Way back in 2004, I began working on my first novel. It was a terrifying prospect, since I'd no idea how to write one. It seemed like the next logical step to take in my writing journey, however, since I'd been studying creative writing as an English major at Cal State San Bernardino, while also writing several short stories. In the summer of that same year, I was invited to attend the Squaw Valley Community of Writers annual fiction workshop.
This was terribly exciting, as two years earlier I'd been placed on the waiting list for an invite, before not getting in. Squaw Valley has a great tradition of helping along the careers of some terrific writers—among them, Michael Chabon, Janet Fitch, and Amy Tan. So, as you might imagine, I was over the moon. During my week-long stay at Squaw Valley, I met a literary agent who'd founded one of those fancy New York agencies most aspiring writers know about. He took a liking to me and asked if I was working on anything. I told him I was writing my first novel, before proceeding to give, perhaps, the worst book pitch in the history of all humanity.
The agent was kind and patient and, when I mercifully cut myself off, he asked me to send him the book when it was done. He also told me not to rush. So, of course, as soon as I got home, I started working like mad, rushing my maiden novel into existence. I sat in my room, isolated from the world, and wrote and wrote and wrote for hours at a time. I was making great headway, when I came across a writing contest being hosted by the Inland Empire Branch of the California Writers Club. The contest included a category for short fiction and the prize was $150.
I was feeling awfully good after my week at Squaw Valley and, as a poor college student, that $150 prize sounded nice, so I decided to take a break from my novel to write a story for the contest. The theme of the contest was "Secrets," so I came up with a simple story about a boy and a girl, teenagers each of them. They were making plans for their future, only one of them was keeping their plans a secret.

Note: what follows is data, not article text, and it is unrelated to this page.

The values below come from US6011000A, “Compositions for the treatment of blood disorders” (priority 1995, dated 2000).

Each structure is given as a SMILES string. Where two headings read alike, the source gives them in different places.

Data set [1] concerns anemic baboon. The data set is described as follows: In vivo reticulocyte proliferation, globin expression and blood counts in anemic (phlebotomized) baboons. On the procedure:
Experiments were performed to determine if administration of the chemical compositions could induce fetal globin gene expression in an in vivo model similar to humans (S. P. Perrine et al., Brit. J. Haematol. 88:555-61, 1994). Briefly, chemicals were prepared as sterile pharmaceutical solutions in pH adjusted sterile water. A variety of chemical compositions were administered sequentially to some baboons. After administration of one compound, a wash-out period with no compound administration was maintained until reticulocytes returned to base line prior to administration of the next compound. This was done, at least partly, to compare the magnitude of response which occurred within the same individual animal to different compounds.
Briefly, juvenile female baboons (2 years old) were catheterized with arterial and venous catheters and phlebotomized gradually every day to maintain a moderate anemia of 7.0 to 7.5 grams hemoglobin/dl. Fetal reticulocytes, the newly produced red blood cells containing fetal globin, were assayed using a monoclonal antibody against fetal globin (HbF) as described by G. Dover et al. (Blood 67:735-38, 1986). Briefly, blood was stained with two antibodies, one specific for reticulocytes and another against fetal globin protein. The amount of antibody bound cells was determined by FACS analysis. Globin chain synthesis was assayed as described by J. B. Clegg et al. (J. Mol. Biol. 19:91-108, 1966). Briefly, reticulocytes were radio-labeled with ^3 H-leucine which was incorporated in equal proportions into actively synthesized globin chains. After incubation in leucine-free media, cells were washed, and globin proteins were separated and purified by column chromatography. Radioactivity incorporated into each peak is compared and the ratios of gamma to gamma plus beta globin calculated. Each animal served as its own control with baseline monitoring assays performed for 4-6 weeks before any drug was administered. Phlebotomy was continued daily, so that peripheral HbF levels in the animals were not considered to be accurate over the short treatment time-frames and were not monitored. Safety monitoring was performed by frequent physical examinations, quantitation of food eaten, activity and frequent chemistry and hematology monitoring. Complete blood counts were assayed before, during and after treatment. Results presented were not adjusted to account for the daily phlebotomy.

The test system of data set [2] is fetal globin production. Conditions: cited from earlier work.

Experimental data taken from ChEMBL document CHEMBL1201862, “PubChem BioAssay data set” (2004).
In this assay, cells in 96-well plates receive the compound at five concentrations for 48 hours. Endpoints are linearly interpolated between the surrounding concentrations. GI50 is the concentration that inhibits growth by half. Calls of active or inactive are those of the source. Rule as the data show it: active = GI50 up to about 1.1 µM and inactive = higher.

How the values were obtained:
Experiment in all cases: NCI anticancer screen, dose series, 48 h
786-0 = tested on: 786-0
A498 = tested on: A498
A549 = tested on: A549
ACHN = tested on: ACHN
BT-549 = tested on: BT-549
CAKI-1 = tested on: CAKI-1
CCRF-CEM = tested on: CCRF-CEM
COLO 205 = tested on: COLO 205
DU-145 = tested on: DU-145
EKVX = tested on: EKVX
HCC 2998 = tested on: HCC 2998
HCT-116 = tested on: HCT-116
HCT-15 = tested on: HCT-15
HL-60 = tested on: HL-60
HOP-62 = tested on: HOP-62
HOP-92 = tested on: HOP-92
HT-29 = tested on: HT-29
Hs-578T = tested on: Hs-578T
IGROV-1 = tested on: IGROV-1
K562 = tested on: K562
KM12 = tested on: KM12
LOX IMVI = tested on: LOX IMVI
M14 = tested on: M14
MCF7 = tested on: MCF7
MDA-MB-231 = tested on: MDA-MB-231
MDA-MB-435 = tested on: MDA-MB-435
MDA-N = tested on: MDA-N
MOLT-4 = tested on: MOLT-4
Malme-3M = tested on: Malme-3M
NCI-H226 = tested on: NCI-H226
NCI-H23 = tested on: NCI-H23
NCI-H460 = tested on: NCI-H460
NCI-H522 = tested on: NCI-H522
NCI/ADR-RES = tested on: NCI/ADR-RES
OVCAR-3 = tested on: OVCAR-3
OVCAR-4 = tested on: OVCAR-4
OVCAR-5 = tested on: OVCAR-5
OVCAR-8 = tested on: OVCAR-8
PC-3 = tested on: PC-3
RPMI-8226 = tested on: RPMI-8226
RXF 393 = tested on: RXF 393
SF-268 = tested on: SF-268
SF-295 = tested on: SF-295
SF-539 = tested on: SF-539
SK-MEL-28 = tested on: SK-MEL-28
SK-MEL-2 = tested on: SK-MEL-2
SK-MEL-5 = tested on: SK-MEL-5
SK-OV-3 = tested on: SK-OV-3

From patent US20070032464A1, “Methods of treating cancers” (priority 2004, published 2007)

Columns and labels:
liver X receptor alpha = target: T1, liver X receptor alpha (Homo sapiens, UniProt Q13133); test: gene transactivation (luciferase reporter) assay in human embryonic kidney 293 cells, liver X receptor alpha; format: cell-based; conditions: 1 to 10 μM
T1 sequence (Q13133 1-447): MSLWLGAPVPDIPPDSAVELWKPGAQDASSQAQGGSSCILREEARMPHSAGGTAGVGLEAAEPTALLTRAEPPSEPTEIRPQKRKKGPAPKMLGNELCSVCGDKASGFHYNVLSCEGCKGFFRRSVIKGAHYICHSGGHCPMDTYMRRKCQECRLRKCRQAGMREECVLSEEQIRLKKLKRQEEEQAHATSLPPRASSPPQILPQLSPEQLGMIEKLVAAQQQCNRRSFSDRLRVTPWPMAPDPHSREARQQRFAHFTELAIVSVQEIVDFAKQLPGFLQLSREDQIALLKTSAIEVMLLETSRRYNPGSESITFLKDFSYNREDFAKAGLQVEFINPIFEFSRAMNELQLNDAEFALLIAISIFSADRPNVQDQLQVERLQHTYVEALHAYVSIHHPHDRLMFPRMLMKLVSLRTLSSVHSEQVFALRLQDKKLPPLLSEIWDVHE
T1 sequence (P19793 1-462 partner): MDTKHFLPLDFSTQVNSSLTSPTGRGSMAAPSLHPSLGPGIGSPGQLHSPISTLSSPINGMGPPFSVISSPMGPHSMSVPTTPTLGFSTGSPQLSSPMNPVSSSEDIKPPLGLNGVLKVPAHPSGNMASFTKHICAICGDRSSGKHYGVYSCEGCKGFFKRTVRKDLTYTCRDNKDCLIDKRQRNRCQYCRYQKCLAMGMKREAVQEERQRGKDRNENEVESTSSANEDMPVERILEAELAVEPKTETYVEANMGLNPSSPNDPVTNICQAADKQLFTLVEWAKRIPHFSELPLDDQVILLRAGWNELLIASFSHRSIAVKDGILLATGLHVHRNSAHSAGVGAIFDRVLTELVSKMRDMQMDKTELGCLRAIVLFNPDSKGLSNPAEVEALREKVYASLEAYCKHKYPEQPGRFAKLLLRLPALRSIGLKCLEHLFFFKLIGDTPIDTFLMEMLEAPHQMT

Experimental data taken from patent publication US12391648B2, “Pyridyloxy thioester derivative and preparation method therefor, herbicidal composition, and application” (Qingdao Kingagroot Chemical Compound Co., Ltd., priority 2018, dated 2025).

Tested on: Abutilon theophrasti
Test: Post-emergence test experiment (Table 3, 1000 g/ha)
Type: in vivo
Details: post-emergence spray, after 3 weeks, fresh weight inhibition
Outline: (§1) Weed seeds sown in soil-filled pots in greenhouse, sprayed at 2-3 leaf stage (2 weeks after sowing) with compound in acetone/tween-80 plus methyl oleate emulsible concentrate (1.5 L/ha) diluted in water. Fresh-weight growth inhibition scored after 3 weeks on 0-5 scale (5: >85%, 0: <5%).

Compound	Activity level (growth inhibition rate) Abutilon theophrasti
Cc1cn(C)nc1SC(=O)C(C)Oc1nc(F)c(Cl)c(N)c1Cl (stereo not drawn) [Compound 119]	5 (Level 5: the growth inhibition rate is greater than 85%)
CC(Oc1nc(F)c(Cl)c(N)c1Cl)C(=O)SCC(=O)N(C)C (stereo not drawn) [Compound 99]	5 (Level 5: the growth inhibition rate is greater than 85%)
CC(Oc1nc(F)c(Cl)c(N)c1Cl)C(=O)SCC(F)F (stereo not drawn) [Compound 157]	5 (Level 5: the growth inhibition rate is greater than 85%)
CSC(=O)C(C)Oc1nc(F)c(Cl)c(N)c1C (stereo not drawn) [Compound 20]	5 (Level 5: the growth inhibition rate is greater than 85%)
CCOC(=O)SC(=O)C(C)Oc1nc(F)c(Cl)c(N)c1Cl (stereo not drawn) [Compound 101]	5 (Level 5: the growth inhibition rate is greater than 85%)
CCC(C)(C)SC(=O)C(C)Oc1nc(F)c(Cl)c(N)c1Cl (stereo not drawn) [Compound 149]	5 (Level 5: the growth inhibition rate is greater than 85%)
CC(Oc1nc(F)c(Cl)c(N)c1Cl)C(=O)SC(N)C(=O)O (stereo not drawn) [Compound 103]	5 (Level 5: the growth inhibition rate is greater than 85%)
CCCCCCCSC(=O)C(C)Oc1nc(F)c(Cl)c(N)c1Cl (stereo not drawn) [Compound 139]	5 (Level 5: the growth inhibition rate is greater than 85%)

The story was semi-inspired by Ernest Hemingway's short story "Hills Like White Elephants," which was about a man and a woman having an ambiguous conversation outside of a train station; the conversation itself, it's been argued, involves the man trying to convince the woman to have an abortion. The conversation in "Hills Like White Elephants" is cryptic and nowhere in the story is it ever explicitly stated that the woman is pregnant. I liked that idea, so I wanted to write a story where a guy and girl were having an important conversation, without ever explicitly stating what they were talking about.
I was also inspired by Kate Chopin's short story "The Story of an Hour," which is about a woman who is thrilled to learn of her husbands death in a train accident, as it means she will be liberated from him; when he returns home that same day, revealing the news of his death to be a mistake, the wife suddenly dies.
"The Story of an Hour" is very short, but packs a huge emotional punch. I'd always been taken with Chopin's ability to pack such a huge emotional impact into such a short, short story, so this also became one of my goals. After three days of writing, I finished a 900 word short story called "The Plan."
I sent if off to the IECWC and got back to work on my novel. A few months later, I heard back from them and found out that "The Plan" had won first place.
In the weeks before I won the IECWC's contest, I'd finished that first novel I was working on. After rushing it off to the agent whom I'd met at Squaw Valley, I waited for two months, before hearing back. The agent responded with a letter—which I received on my birthday—rejecting my novel.
So, "The Plan," which was only ever meant to be a brief interlude in the completion of my first novel, became the only writing of consequence I did that summer. The novel in question, to this day, has yet to see the light of day. "The Plan," however, not only became the first piece of writing I'd ever earned money for, but now, thanks to Exciting Press, is getting a second shot at life.
In November of 2012, Exciting Press published "The Plan: A Short Short Story" and I couldn't be happier about it.